Outside, the evening brings some respite from the heat of the day. Even Shira’s cacti are struggling in the drought. Some slouch like old men with hollow bellies while others have lost their limbs to thirst, their broken arms lying withered and forlorn in the dust. It’s June. There should be roiling thunderstorms every day, but instead there’s just dust and sizzling heat."
Spend time in proximity to Suzanne's writing and you'll bump into clean, luxurious and polished paragraphs like this at every turn. With the prevailing fashion in YA for dialogue, minimalism and white space, there isn't as many as there could be: I wish there were more of them. She writes descriptive prose like a dream, naturally, with charisma, with ease, and with a remarkable lack of self consciousness.
Chapter One may just be the best introductory paragraph I've read in ages, as rich a pure reading experience as I can remember, but that is not to say the rest of the book is a let down. It's a question of benchmarks and relativity: It isn't. It's an excellent work of fiction, an absorbing and intricate hybrid of sci-fi and character study which will stay with you. It's a very relationship based portrait of four young people and the flawed adults who surround them.
Expect hard sci-fi and you'll be disappointed. However, we're definitely in another world here - a New Mexico firmly entrenched in another reality (Counter-Earth, Earth Two, Infinite Earths, Parallel Earth) - a different kind of place where the sand is more jagged, grittier and a degree further away from its normal position in the colour spectrum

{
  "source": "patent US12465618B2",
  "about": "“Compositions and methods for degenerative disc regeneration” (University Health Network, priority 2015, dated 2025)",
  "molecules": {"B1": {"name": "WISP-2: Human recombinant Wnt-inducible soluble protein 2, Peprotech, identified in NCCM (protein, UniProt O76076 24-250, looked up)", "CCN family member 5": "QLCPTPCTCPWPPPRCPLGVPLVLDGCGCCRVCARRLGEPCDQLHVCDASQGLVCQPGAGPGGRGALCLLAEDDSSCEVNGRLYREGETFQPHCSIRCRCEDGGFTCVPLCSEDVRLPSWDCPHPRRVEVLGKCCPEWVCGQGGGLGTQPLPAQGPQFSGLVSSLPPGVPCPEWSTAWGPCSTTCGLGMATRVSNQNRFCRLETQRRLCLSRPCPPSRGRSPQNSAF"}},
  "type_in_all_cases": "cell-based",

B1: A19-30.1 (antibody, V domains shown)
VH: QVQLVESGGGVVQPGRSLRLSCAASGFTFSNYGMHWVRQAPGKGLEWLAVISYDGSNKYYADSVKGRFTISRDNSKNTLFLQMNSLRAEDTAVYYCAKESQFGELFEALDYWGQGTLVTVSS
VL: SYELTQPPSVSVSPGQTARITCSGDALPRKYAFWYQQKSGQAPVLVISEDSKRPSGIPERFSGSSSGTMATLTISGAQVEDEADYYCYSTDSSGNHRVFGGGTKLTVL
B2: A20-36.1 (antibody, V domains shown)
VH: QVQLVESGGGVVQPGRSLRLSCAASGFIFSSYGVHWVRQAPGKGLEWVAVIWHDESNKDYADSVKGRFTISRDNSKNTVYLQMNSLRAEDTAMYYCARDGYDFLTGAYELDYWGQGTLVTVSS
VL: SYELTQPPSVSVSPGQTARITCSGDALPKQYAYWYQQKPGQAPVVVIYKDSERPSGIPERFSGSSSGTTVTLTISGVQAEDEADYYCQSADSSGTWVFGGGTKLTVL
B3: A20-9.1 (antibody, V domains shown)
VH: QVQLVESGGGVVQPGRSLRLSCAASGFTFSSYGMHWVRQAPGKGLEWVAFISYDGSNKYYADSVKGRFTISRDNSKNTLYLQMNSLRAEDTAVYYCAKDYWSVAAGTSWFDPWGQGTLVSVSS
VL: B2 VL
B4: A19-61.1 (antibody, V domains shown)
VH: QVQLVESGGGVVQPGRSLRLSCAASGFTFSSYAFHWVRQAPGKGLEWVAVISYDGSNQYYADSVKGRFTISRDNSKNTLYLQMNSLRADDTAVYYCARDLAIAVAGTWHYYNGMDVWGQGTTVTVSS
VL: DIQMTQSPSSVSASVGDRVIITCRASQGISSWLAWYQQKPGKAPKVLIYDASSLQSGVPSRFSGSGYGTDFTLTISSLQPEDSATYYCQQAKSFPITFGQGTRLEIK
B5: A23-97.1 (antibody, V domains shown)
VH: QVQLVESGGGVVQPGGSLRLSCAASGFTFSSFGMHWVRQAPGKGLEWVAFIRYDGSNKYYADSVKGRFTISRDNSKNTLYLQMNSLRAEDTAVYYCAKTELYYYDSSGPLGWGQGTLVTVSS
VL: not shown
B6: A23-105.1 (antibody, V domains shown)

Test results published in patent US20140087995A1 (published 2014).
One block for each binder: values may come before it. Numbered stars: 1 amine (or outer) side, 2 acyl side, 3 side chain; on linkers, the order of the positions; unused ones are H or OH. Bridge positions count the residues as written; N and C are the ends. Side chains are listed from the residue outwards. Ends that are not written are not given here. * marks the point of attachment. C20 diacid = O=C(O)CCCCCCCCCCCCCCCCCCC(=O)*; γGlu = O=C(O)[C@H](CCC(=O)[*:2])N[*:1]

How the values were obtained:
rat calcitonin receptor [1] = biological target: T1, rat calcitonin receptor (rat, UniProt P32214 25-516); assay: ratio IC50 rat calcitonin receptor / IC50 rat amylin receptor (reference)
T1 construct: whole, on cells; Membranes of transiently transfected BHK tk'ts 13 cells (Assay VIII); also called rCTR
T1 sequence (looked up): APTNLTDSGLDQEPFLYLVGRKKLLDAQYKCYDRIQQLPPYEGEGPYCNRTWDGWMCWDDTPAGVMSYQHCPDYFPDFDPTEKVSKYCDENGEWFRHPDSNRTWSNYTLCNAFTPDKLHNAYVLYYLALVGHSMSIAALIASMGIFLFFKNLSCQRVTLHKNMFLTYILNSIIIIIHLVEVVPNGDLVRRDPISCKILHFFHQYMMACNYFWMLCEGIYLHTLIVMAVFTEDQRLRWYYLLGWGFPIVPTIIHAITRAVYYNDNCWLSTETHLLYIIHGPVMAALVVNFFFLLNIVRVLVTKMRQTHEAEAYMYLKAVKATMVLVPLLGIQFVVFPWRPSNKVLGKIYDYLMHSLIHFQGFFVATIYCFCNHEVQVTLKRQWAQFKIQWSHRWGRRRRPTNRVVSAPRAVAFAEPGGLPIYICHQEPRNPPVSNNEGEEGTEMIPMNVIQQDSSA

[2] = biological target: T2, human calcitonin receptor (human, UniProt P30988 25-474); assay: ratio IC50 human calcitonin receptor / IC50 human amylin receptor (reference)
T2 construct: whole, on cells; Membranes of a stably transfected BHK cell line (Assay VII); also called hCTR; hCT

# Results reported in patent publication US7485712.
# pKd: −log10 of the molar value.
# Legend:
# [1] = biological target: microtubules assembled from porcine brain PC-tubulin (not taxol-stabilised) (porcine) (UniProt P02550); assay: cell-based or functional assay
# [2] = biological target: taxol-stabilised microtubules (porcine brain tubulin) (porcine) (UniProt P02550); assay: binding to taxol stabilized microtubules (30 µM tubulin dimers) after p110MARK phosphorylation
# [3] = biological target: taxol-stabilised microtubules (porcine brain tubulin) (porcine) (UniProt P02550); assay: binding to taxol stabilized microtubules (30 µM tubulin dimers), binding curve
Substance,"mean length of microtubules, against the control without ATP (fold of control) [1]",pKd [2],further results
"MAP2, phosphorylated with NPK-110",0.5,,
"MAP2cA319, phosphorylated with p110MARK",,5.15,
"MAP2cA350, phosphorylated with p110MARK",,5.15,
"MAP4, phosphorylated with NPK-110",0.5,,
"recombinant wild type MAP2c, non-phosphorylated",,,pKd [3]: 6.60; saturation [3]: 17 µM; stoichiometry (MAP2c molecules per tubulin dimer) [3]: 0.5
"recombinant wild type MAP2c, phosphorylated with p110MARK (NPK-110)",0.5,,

Almost everything works.
The love triangle is well drawn and absorbing. The supporting characters - the gorgeous Latino Mya in particular - are three dimensional, engaging and rounded. New Mexico is described, at times, as plush as as Cormac Mcarthy describes the badlands of Texas. Kyle's bisexuality is skilfully handled and unobtrusive. The science - for example, syzygy, the alignment of celestial bodies and Heisenberg's Uncertainty Principle - is accessible to the lay reader when it occurs. Native American culture is alluded to with due reverence and as the story progresses, the plot gathers pace, particularly from the point where Kyle tells his harrowing story to Professor Cruz.
Best of all, the creeping shadow of Obscura, the heavenly invader, the amethyst sphere which blots out the sky, humanity's uninvited interloper laminates each sentence with a sense of foreboding.
Its an innovative book, carefully constructed, neatly plotted, and, toward the middle and end, well paced (a trifle slow to build).
As with any multiple reality story, you can get lost and the realities shift in frenetic, fragmented fashion. The time you spend back tracking is worth it and reveals more than you expect.
As a story of shifting identities of youth, and the shifting loyalties and friendships, Suzanne is careful to make sure the story construction itself mirrors the turbulence. That's how much she thinks about her writing.
Most of all, though, the book is a thing of beauty, an ornate piece of writing, something I would imagine is a masterclass in the YA genre.
Buy this book. You won't regret it.